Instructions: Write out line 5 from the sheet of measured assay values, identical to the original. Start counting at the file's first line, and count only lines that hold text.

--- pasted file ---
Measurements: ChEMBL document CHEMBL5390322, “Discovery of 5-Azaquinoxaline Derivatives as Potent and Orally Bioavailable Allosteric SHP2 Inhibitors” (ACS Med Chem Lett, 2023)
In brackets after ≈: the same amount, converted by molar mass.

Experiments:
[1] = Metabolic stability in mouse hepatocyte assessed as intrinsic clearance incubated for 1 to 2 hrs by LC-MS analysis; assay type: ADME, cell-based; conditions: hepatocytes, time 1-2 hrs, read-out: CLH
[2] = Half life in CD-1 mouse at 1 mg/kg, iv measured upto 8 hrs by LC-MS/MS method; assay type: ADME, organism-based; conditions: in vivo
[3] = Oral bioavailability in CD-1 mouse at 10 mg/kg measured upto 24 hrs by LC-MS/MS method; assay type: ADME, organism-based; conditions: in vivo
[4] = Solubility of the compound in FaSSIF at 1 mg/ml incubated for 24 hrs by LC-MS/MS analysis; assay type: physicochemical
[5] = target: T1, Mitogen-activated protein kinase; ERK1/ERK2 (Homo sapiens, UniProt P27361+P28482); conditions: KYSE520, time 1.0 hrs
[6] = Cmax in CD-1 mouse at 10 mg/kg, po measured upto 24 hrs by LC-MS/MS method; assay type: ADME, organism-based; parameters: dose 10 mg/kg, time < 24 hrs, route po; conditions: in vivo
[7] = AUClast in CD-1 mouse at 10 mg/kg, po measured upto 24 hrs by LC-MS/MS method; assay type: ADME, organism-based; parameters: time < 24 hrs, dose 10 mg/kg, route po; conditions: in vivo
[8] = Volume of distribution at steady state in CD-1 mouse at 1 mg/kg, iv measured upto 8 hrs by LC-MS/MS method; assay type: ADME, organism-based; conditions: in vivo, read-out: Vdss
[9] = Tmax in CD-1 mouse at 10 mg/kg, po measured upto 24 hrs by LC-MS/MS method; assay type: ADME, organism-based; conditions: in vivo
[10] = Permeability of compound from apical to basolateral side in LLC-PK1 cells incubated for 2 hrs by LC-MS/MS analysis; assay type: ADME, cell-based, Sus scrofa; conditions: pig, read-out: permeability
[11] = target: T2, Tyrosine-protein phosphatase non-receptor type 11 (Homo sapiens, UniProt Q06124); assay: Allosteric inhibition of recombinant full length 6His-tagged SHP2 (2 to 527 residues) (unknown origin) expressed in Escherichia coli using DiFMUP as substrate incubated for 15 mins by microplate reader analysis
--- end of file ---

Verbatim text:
[2] = Half life in CD-1 mouse at 1 mg/kg, iv measured upto 8 hrs by LC-MS/MS method; assay type: ADME, organism-based; conditions: in vivo